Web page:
‘Pioneer’-ing dentist reflects on two decades in Ridgefield


In 1997, Ridgefield was not quite the bustling center of growth it is today. According to census data, the city had a population of about 2,000 at that time, less than half of what the current city has.

That year, a small dental operation set up at a point now in city limits that historically had been referred to as “Pioneer” along 10th Avenue. The practice is still there, now 20 years in the same location, though the scenery has changed with the rapid development of what used to be a sleepy corner of Clark County 

The practice’s owner and namesake, Dr. Joseph Sepe, isn’t a native of Clark County or the Pacific Northwest. He grew up in New York before going to dental school in Seattle, bringing him to the region where he’d spend his career.

The change from the hustle of Long Island to what was a fairly rural area was part of Sepe’s plan. Practicing in a less chaotic setting was one of his initial goals.

“I still remember, back in high school thinking about how nice it would be to live in a rural community,” Sepe said. “I had never seen a cow until I was 16 years old.”

After spending several years as an associate dentist in Vancouver, Sepe decided to start his own practice when he found that there was a vacancy at the current location. At that point neither Ridgefield or La Center had its own practice, he said, with Battle Ground having three practices at that time.

Next month marks the 20th anniversary for the office. 

“When we opened there was no Dollar Tree, or Tri-Mountain Plaza. Duluth had a blinking yellow light east to west and a blinking red north to south,” Sepe wrote in an email to The Reflector. Now both developments are here and that intersection has a substantial traffic light/intersection fresh off the improvement project on state Route 502.

From the start Sepe said the community had been welcoming to his practice and eventually his family began doing “things you do in a small town” — getting involved with local clubs and youth sports. The practice is colloquially known as “Pioneer Dental” though it is not its official name, but due to its location (and possibly due to it being the first in the area) the nickname stuck.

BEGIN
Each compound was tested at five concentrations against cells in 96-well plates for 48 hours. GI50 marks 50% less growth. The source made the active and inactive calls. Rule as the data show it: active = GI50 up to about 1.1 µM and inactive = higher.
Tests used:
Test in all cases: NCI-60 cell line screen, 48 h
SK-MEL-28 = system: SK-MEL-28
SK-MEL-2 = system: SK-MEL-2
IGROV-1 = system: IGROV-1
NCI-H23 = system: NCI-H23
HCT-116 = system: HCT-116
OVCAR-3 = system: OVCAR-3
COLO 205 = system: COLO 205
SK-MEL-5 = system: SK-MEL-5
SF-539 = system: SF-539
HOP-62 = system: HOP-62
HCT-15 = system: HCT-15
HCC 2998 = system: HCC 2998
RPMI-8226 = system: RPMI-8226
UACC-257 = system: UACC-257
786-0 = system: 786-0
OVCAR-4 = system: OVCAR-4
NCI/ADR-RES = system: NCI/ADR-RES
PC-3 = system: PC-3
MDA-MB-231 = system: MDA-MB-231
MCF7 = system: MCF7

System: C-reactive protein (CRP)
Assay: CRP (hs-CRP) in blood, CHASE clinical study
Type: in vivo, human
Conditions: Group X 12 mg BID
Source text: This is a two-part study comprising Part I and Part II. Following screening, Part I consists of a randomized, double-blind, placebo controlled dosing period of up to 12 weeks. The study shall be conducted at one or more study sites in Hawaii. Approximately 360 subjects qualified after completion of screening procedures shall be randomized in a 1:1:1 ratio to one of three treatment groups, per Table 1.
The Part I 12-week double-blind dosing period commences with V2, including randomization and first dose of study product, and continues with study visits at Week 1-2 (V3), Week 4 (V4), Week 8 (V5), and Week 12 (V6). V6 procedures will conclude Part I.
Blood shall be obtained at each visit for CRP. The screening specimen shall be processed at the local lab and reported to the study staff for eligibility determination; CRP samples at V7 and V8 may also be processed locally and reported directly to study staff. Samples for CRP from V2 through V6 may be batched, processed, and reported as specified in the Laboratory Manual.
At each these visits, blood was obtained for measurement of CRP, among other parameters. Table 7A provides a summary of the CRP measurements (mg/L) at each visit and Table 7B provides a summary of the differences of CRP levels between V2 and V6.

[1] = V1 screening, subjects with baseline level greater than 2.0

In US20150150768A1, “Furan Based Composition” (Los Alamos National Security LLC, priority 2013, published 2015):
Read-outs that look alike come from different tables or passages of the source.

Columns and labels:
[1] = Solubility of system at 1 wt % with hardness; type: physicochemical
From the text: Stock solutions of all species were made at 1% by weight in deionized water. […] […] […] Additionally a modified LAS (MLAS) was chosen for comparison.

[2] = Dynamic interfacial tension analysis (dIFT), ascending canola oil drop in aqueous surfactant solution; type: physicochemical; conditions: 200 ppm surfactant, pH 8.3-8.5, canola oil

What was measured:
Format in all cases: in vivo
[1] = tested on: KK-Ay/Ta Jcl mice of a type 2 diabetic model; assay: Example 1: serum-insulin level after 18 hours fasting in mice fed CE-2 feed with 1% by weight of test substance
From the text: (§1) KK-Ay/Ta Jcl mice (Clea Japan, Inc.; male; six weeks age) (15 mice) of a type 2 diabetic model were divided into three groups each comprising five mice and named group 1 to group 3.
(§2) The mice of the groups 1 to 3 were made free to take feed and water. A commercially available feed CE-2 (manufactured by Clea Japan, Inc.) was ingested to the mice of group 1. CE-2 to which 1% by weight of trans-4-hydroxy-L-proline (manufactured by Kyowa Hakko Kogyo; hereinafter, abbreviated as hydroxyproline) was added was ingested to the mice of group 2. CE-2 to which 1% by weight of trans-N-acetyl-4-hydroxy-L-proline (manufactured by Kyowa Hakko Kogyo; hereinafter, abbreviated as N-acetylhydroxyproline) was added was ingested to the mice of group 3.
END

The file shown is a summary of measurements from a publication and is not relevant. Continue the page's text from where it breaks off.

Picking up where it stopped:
Initially Sepe was hesitant about the name as it tended to conjure up images of the Old West — not a time or setting particularly known for good dental care. However with the moniker getting used more through word-of-mouth and social media it made sense to accept the nickname.

From the practice’s side, Sepe said the advancement of technology was the biggest change in the dental industry. Commonplace procedures like dental implants were in their infancy when he began, he gave as an example.

Changes in technology, especially expensive processes like digital imaging, have also led to challenges specific to a small practice like Sepe’s, he said. However, thanks to partnerships with local specialists in “a team approach to practicing dentistry” the office is able to keep pace.

As to the changes in the community, Sepe said he has seen a demographic shift.

“The town’s gotten younger, a lot more families,” Sepe said, citing the types of developments being put in the city in recent years. 

The practice does have some families who have been patients more or less from the start.

“We’ve had a couple of families we have seen for four generations, so it’s been fun to watch the kids grow up,” said Nan Ryan, one of Sepe’s long-serving staff. 

Sepe said three of his staff have been there since the office opened.

“Patients like that. They like to see the same face,” Sepe said.

Another staff member who has been in for the long haul, Letha LaPole, said early in the practice Sepe was getting a lot of suggestions to move the practice to East County, where “everybody” was flocking to at that time.

Sepe didn’t, and he doesn’t have any regrets about staying where he is.

“To be honest with you, I guess there could be more lucrative (areas), but how much more lucrative do you want to be?” Sepe said. “This is our home … there’s more rewards than just financial.”

As to what has kept the business going, quality of care and customer service were big aspects he believed has led to success. 

“I can’t say it enough, people here are nice,” Sepe said about his staff, adding it wasn’t so much that people kept coming back to see him necessarily, but they came for his staff with whom families spanning multiple generations have established relationships.

Focusing on those areas over the years, Sepe has learned how to get the best people for his practice.

“You can’t teach nice; you hire nice people,” Sepe said, “especially in a dental office, because people don’t want to come to the dentist, right?”


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